The pathetic statement from the Men's Rugby Team shows no engagement with the issues, apologising not for their misogyny and homophobia, but for the decision to publish it. The leaflet's authors not only excluded gay people from their society, but went further in employing homophobia as a promotional tool.
More and more children are growing up with openly gay family friends, friends of theirs are coming out at school and they are more likely to have openly gay role models. With more effort, and the inexorable march of time, I am optimistic the story of the rugby player and the creative will be a relic of the past.
In a taped recording he left to be played in the event of his assassination, Harvey Milk, America's first openly gay elected official, left a message for our times. "All young people," he said, "regardless of their sexual orientation or identity, deserve a safe and supportive environment to achieve their full potential." Nowhere is the world further from that goal than in Africa.
I'm tired of students and young people as a collective being constantly ignored or patronised by the state... people forget that if you constantly damage the spirit of a generation and illegitimatise our opinions, it will demolish the hope and drive of those who not only have the potential to make huge positive impact in the UK, but worldwide.
Gay Pride has changed largely due to the context it now operates in. Gay rights have evolved so much it is just wonderful to be a part of a country that celebrates difference. There are still prejudices to overcome. Young gay people can still not feel comfortable at school. With the word 'dyke' being used 1000 times a day on Twitter, 'faggot' 4,500 times a day. With 26% of young gay people attempting suicide and 52% self harming and the word 'gay' banded around as a pejorative description of something defunct and wrong, Gay Pride's message should be about sustaining what we have and looking to improve the lives of young gay people. To protect them through education and allow our young people to see that difference isn't bad, it is something to be celebrated.
Within the storm of normalised homophobia UKIP have created, it is easy to forget the thousands of young LGBT people who are yet to 'come out'. A sixteen year old Christian who is coming to terms with being gay is likely to be severely affected by the comments made by UKIP councillors, particularly when using the Bible as a platform for hate. This needs to change and it should not be used as a tool to endorsing a discriminatory political agenda.
Violence against women and children by men is important but it is not the whole story. It is important for victims or survivors of LGBT domestic abuse to know that they are not alone, that help and advice is available and that they do not need to put up with an abusive relationship. Many people think support for victims of domestic violence is only available to women who suffer at the hands of an abusive male partner but that is not the case. Many people are unaware that they can be safe, they can be supported and that there is a route out of an abusive same-sex relationship.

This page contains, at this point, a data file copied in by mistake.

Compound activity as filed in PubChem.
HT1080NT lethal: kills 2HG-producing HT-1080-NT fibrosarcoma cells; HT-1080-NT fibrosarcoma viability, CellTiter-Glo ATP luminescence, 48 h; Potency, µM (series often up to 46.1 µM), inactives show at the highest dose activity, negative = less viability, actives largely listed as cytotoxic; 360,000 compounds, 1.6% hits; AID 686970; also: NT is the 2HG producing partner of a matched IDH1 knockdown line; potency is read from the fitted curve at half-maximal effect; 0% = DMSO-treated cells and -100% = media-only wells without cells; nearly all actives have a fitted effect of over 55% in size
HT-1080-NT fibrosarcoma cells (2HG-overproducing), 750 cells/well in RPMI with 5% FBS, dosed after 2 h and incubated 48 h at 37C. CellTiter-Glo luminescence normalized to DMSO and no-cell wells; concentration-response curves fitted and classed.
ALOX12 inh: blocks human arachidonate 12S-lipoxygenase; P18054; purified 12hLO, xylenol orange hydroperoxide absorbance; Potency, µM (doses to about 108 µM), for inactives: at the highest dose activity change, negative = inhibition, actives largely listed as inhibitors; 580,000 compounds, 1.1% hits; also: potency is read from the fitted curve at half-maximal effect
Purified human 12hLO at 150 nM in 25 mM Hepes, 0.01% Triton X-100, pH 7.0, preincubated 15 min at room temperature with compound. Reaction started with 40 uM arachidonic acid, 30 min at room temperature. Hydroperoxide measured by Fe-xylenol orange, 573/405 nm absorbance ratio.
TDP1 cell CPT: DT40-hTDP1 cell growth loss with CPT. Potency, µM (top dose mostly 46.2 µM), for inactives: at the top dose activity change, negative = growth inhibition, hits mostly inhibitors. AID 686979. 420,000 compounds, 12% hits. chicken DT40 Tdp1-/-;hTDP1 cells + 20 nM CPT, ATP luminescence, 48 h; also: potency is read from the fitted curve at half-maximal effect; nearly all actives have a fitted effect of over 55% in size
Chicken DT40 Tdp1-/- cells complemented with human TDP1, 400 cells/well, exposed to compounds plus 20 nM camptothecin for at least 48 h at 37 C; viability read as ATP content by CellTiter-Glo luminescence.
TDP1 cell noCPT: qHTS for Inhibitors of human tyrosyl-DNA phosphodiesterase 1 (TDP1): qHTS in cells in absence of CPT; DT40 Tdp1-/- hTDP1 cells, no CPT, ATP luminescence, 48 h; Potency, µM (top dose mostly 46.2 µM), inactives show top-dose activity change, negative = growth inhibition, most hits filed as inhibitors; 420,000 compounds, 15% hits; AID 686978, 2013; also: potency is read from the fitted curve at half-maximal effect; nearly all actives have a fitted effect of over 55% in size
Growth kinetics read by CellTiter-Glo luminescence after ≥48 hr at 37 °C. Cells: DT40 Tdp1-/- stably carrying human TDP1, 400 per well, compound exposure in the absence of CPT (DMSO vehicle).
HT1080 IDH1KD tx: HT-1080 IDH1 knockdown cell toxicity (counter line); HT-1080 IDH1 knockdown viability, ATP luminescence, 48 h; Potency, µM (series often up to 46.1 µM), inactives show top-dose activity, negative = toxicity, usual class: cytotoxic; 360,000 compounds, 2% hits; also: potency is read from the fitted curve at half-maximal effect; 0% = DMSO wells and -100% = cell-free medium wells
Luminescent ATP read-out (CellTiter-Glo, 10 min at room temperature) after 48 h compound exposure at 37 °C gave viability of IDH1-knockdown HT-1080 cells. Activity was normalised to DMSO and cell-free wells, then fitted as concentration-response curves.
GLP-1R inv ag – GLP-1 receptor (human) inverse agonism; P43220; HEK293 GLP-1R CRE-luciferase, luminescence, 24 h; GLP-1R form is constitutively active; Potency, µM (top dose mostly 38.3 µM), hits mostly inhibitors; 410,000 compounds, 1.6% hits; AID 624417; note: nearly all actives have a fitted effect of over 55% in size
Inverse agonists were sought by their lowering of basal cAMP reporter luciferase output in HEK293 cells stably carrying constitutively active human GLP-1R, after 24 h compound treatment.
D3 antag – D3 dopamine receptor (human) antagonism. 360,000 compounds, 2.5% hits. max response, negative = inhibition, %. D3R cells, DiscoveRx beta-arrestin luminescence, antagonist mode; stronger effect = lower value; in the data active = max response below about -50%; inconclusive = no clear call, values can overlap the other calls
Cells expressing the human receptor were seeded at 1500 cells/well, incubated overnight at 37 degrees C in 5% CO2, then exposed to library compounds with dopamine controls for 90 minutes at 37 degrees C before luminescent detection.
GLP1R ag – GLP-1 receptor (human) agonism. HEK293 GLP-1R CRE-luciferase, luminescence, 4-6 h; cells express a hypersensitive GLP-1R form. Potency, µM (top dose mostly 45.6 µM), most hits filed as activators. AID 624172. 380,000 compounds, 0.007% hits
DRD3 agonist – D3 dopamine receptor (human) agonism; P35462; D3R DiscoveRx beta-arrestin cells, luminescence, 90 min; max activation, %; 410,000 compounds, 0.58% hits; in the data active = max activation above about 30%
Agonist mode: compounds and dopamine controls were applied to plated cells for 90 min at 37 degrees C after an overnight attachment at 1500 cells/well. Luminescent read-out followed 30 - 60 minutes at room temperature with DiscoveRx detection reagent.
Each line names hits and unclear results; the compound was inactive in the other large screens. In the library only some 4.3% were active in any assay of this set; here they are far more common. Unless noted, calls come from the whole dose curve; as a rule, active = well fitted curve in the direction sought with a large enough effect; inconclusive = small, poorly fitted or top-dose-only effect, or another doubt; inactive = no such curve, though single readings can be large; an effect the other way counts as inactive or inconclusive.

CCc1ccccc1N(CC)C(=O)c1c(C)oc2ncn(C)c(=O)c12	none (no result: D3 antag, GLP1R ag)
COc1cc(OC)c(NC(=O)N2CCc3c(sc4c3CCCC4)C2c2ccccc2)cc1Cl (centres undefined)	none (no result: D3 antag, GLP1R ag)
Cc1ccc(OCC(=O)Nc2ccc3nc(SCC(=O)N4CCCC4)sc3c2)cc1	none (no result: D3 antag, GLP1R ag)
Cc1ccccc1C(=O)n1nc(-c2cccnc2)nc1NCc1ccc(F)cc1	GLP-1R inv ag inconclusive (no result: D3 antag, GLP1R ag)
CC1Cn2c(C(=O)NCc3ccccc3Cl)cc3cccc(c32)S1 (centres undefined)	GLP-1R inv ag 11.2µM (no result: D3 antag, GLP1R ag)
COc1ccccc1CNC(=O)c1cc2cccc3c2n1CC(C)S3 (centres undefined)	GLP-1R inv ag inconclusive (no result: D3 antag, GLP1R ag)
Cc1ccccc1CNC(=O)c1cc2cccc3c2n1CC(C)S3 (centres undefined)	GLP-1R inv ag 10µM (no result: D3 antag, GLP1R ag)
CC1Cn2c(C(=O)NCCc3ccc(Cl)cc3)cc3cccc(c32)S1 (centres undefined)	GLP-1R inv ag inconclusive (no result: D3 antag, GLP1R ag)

And they said we'd reached 'peak beard'! While facial hair pundits were only recently predicting a swing back to clean-shaven faces, a gang of ambitious and creative chaps oiled their bristles assiduously, contemplating the opportunities to bring their politically charged chins to the world. On Saturday night they arrived.
I feel betrayed. Not that she was an important part of my every day life- I just feel deflated and disappointed that another role model has given in to the stigma of carrying the LGBT tag. Perhaps she just didn't understand the knock on effect it would cause to her younger LGBT fans - many regarding her as a hero to look up to.
People often approach the issue of gay rights (if one can even call it an issue) from the "doing the right thing" perspective, meaning that supporting the rights of homosexuals, bisexuals and transgender people is the right thing to do because everyone should be free to be who they are without facing discrimination of any kind.
It is fascinating to read about the detailed psychology behind male connections within our modern society and I cannot recommend reading Dr Cruz's article enough - I thought it might be of benefit to the Huffington Post's readers and my fellow university students to get another angle, another viewpoint...
It's been proposed that, since it's popular in Russian law, it's not the job of the Western world to change it. This is ridiculous on many levels. Firstly, a human rights violation is a human rights violation, regardless of whether anyone, majority or minority, elite or common, thinks it's a good thing.
With outside broadcasters, competitors, and tourists descending on Sochi, LGBT activists are mobilising to show that autocracy, not homosexuality, is the sickness eating away at Russia's body politic. This is the right and proper thing to do. LGBT activists are well-placed to perform another service to equality, though.
It's hard to understand another person's preferences. For a straight man it is hard to understand why you wouldn't want a woman, the gender that you are attracted to. To be attracted to another man may seem alien and confusing. But really this is the same in not understanding those that are able to run marathons, solve complex mathematical equations, or any other activity different from yourself. That's just the way that person is.